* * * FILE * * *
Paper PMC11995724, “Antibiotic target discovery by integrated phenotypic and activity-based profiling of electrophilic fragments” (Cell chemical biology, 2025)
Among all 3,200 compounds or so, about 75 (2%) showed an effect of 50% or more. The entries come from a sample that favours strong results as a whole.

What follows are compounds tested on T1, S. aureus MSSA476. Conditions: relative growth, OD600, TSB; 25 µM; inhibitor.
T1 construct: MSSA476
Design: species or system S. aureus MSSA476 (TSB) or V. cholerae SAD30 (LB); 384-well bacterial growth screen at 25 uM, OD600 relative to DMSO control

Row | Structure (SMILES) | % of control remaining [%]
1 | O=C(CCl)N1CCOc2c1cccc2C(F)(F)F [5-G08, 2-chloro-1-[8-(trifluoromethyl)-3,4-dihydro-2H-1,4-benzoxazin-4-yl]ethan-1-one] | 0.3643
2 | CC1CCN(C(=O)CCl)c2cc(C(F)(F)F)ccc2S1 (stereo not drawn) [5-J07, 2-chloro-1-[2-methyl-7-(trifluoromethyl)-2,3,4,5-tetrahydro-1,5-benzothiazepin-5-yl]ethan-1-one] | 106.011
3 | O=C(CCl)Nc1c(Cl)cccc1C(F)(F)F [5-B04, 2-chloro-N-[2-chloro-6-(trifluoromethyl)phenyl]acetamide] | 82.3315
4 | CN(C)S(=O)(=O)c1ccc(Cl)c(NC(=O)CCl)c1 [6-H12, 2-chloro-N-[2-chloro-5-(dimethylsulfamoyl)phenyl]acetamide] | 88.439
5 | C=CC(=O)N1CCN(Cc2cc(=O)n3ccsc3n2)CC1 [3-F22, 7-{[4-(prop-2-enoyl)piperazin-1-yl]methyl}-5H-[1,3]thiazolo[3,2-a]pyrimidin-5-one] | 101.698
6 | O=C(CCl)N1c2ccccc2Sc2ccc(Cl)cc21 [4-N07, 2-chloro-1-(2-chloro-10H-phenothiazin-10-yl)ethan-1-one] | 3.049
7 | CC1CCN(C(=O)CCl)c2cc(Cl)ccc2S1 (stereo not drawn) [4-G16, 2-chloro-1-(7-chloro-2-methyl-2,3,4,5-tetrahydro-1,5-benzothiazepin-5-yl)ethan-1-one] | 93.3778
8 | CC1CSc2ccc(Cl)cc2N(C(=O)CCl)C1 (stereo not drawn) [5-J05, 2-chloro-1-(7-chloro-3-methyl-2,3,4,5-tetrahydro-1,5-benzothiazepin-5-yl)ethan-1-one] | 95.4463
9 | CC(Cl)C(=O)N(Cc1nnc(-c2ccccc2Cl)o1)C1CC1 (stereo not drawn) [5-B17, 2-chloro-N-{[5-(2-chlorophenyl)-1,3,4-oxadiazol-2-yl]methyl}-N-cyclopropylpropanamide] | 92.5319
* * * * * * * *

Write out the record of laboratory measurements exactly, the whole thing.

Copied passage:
Paper PMC11995724, “Antibiotic target discovery by integrated phenotypic and activity-based profiling of electrophilic fragments” (Cell chemical biology, 2025)
Among all 3,200 compounds or so, about 75 (2%) showed an effect of 50% or more. The entries come from a sample that favours strong results as a whole.

What follows are compounds tested on T1, S. aureus MSSA476. Conditions: relative growth, OD600, TSB; 25 µM; inhibitor.
T1 construct: MSSA476
Design: species or system S. aureus MSSA476 (TSB) or V. cholerae SAD30 (LB); 384-well bacterial growth screen at 25 uM, OD600 relative to DMSO control

Row | Structure (SMILES) | % of control remaining [%]
1 | O=C(CCl)N1CCOc2c1cccc2C(F)(F)F [5-G08, 2-chloro-1-[8-(trifluoromethyl)-3,4-dihydro-2H-1,4-benzoxazin-4-yl]ethan-1-one] | 0.3643
2 | CC1CCN(C(=O)CCl)c2cc(C(F)(F)F)ccc2S1 (stereo not drawn) [5-J07, 2-chloro-1-[2-methyl-7-(trifluoromethyl)-2,3,4,5-tetrahydro-1,5-benzothiazepin-5-yl]ethan-1-one] | 106.011
3 | O=C(CCl)Nc1c(Cl)cccc1C(F)(F)F [5-B04, 2-chloro-N-[2-chloro-6-(trifluoromethyl)phenyl]acetamide] | 82.3315
4 | CN(C)S(=O)(=O)c1ccc(Cl)c(NC(=O)CCl)c1 [6-H12, 2-chloro-N-[2-chloro-5-(dimethylsulfamoyl)phenyl]acetamide] | 88.439
5 | C=CC(=O)N1CCN(Cc2cc(=O)n3ccsc3n2)CC1 [3-F22, 7-{[4-(prop-2-enoyl)piperazin-1-yl]methyl}-5H-[1,3]thiazolo[3,2-a]pyrimidin-5-one] | 101.698
6 | O=C(CCl)N1c2ccccc2Sc2ccc(Cl)cc21 [4-N07, 2-chloro-1-(2-chloro-10H-phenothiazin-10-yl)ethan-1-one] | 3.049
7 | CC1CCN(C(=O)CCl)c2cc(Cl)ccc2S1 (stereo not drawn) [4-G16, 2-chloro-1-(7-chloro-2-methyl-2,3,4,5-tetrahydro-1,5-benzothiazepin-5-yl)ethan-1-one] | 93.3778
8 | CC1CSc2ccc(Cl)cc2N(C(=O)CCl)C1 (stereo not drawn) [5-J05, 2-chloro-1-(7-chloro-3-methyl-2,3,4,5-tetrahydro-1,5-benzothiazepin-5-yl)ethan-1-one] | 95.4463
9 | CC(Cl)C(=O)N(Cc1nnc(-c2ccccc2Cl)o1)C1CC1 (stereo not drawn) [5-B17, 2-chloro-N-{[5-(2-chlorophenyl)-1,3,4-oxadiazol-2-yl]methyl}-N-cyclopropylpropanamide] | 92.5319